The main goal of HVAC blower control is to reduce the energy consumption (when compared to running the blower constantly) while also reducing the temperature difference between rooms. This is generally accomplished by minimizing an optimization function. For this example we will consider a more simple case.

(1) Estimate the temperature (T(k+1)) for the case when the blower is in the on-state and the case when the blower is in the off-state.

    • Tn(k) for blower in the on-state.
    • Tf(k) for blower in the off-state.

(2) Calculate the average difference between the two estimates using (5).

d T _ n = 1 n T ni ( k ) - T fi ( k ) ( 5 )

(3) If difference is great enough based on the cooling and heating threshold constants (ζc, ζh) turn the blower on.

    • Cooling: if dT nc turn on blower.
    • Heating: if dT nh turn on blower.

This written description uses examples to disclose the invention, including the best mode, and also to enable any person skilled in the art to practice the invention, including making and using any devices or systems and performing any incorporated methods. The patentable scope of the invention is defined by the claims, and may include other examples that occur to those skilled in the art. Such other examples are intended to be within the scope of the claims if they include structural elements that do not differ from the literal language of the claims, or if they include equivalent structural elements with insubstantial differences from the literal languages of the claims.

Claims (17)

What is claimed is:
1. A method of reducing temperature gradients in a building having multiple rooms, the building also having an HVAC system that includes at least one thermostat, at least one blower, one or more air treatment components for cooling the air, heating the air, or both, the method comprising the steps of:
measuring a temperature TST at the thermostat and a temperature Ti of a room i in the building over a period of time Δtmeasure that includes operation of the HVAC system;
determining the operating states of the HVAC system during the period of time Δtmeasure;
providing a model MΔTi of a temperature difference ΔTi between the temperature at the thermostat TST and the temperature Ti of room i as function of the operating state of the HVAC system;
repeating said steps of measuring, determining, and providing for N−1 additional rooms in the building so as to provide a model MΔTi of the temperature difference ΔTi between the temperature at the thermostat TST and the temperature Ti of each such additional room as a function of the operating state of the HVAC system for a total of N rooms;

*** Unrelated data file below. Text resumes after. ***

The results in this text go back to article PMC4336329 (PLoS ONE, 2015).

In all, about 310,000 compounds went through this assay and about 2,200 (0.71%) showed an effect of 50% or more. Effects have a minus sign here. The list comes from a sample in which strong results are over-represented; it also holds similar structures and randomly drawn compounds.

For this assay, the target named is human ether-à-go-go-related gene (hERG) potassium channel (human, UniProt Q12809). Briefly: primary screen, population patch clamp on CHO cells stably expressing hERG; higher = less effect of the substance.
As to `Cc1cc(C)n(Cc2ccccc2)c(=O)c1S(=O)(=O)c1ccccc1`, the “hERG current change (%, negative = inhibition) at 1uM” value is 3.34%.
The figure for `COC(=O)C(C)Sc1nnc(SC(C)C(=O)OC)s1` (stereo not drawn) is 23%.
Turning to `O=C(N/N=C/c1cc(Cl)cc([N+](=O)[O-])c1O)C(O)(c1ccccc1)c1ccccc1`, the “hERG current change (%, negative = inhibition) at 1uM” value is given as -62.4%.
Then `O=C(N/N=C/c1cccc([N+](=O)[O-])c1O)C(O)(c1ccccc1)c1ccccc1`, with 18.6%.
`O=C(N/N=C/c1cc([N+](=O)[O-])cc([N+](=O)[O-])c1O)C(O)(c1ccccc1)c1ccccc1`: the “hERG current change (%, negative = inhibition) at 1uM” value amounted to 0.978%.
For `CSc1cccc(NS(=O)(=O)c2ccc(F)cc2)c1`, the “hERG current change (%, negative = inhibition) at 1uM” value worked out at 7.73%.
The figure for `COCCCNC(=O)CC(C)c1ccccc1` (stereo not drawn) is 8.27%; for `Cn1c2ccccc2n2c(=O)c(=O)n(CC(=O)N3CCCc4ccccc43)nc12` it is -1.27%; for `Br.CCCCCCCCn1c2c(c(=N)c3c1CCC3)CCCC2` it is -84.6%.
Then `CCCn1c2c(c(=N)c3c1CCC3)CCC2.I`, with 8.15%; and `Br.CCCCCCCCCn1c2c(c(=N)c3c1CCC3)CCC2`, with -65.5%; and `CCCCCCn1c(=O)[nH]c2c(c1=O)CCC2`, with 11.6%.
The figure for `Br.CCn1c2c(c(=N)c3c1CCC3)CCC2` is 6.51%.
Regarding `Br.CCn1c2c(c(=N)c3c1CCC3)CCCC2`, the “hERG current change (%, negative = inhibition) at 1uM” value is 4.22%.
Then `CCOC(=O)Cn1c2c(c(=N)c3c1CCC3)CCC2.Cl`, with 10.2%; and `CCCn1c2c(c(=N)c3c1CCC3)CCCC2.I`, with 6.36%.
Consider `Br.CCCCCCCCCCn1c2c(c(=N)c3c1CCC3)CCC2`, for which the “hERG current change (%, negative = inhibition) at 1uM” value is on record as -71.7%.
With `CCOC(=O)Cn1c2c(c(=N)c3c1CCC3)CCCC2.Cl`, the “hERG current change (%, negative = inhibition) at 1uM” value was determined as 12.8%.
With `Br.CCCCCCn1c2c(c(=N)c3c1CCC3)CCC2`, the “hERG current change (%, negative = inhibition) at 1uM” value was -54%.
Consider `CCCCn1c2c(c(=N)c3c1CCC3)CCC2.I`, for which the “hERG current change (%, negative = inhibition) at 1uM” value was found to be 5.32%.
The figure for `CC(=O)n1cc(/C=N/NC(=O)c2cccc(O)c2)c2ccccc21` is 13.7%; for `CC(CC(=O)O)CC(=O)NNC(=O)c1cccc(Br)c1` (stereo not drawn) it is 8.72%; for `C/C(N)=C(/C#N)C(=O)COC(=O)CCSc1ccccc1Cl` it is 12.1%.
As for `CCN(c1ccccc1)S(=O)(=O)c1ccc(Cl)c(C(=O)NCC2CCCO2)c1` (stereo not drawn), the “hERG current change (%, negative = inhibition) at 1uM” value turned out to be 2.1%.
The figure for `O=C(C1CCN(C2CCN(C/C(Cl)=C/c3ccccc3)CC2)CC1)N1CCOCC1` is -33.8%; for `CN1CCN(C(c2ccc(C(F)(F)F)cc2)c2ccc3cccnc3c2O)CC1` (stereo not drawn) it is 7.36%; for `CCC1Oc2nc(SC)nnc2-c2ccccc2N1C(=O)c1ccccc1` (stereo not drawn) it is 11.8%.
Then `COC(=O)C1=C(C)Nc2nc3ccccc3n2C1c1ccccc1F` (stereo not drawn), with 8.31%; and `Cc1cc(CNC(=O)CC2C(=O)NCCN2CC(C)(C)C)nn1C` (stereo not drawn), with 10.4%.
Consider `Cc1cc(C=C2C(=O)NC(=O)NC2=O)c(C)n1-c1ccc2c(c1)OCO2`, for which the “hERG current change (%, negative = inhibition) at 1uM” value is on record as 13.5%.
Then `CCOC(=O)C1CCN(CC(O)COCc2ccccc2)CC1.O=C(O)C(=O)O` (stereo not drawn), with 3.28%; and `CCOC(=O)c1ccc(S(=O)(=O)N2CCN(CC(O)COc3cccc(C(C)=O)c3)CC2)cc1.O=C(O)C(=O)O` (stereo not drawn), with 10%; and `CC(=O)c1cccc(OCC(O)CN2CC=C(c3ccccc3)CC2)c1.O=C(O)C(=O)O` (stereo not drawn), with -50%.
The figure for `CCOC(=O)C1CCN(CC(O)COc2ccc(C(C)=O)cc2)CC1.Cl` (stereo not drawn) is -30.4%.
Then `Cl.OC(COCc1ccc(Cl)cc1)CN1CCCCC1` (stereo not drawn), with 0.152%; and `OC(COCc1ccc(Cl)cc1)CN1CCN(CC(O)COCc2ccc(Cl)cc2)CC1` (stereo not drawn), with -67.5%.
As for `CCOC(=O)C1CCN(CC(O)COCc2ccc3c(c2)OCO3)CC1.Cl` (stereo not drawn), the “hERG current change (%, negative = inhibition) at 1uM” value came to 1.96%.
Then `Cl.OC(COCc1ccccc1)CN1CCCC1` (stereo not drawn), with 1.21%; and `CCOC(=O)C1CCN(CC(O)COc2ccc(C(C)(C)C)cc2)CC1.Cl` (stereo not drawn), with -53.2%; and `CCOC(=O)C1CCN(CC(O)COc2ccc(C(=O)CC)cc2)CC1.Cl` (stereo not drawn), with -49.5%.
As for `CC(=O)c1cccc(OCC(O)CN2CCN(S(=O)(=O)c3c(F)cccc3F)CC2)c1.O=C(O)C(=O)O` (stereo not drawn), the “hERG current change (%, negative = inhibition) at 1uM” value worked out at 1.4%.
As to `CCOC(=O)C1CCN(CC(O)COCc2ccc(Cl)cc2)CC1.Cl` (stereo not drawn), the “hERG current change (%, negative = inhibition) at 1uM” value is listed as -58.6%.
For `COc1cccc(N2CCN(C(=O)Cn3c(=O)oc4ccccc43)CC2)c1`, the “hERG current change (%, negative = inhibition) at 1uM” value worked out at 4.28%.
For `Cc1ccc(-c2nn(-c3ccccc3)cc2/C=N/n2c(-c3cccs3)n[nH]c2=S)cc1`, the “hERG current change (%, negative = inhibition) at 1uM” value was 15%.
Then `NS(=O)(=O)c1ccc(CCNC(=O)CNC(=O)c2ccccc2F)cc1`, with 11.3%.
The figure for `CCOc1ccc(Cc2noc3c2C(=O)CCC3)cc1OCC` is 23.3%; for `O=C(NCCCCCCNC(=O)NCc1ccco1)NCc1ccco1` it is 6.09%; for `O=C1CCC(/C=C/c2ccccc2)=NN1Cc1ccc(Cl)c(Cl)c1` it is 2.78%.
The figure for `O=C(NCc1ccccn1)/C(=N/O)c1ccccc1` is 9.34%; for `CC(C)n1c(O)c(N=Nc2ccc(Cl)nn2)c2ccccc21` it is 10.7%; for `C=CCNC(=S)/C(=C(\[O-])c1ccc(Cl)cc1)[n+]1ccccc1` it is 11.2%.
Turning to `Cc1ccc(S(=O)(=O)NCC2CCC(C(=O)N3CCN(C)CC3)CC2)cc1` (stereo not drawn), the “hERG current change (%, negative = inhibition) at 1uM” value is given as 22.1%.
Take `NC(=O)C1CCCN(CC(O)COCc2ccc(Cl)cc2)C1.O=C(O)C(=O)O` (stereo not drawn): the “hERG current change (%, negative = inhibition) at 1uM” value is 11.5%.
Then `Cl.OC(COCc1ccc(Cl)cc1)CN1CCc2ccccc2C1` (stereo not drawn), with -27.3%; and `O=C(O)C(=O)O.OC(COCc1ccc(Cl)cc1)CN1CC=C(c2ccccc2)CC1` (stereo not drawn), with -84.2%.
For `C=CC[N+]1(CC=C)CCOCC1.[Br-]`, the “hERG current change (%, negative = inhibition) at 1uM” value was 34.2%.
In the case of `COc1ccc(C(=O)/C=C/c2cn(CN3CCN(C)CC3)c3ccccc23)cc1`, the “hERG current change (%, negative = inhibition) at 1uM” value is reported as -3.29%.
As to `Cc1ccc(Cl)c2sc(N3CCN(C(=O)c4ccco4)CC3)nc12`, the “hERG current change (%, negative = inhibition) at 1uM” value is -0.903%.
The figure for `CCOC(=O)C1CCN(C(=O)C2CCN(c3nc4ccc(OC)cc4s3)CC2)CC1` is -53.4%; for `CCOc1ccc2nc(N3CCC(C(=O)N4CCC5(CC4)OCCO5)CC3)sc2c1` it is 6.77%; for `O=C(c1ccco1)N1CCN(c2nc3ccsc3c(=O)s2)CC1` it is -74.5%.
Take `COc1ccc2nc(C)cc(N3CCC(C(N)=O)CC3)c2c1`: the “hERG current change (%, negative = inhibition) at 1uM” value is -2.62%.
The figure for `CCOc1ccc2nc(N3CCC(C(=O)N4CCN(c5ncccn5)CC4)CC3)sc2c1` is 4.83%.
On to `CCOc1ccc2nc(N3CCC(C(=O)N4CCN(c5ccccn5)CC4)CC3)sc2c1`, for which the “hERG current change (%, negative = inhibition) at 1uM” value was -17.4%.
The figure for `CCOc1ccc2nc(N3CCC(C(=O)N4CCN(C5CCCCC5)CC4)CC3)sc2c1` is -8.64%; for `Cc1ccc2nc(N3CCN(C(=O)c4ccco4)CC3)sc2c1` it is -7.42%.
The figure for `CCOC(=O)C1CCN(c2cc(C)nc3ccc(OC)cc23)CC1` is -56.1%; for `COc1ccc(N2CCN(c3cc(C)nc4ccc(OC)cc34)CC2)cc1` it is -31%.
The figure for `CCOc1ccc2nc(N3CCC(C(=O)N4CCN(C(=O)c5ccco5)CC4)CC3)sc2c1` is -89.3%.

combining N models MΔTi of the N rooms in the building so as to create an overall model MΔT-ALL of the building; and
using the model MΔT-ALL to determine whether to operate the blower so as to reduce one or more temperature gradients in the building, wherein using the model MΔT-ALL to determine whether to operate the blower comprises
using model MΔT-ALL to predict temperatures TBL-ON in the building when the blower is operated,
using model MΔT-ALL to predict temperatures TBL-OFF in the building when the blower is not operated, and
activating the blower, at least one of the air treatment components, or both when the difference between TBL-ON and TBL-OFF exceeds a predetermined value.
2. The method of reducing temperature gradients in a building having multiple rooms as in claim 1, wherein said step of providing a model MΔTi comprises:
operating the blower of the HVAC system so as to reduce ΔTi while all air treatment components are in an off state; and
determining a relationship between the operation of the blower and the temperature difference ΔTi when all air treatment components are in an off state.
3. The method of reducing temperature gradients in a building having multiple rooms as in claim 1, wherein said step of providing a model MΔTi comprises:
operating the blower and the one or more air treatment components of the HVAC system so as to reduce ΔTi;
determining a relationship between the temperature difference ΔTi and the operation of the blower and the one or more air treatment components from said step of operating;
running the blower of the HVAC system so as to reduce ΔTi while all air treatment components are in an off state; and
ascertaining the relationship between the operation of the blower and the temperature difference ΔTi when all air treatment components are in an off state from said step of running.
4. The method of reducing temperature gradients in a building having multiple rooms as in claim 1, wherein said step of using the model MΔT-ALL comprises: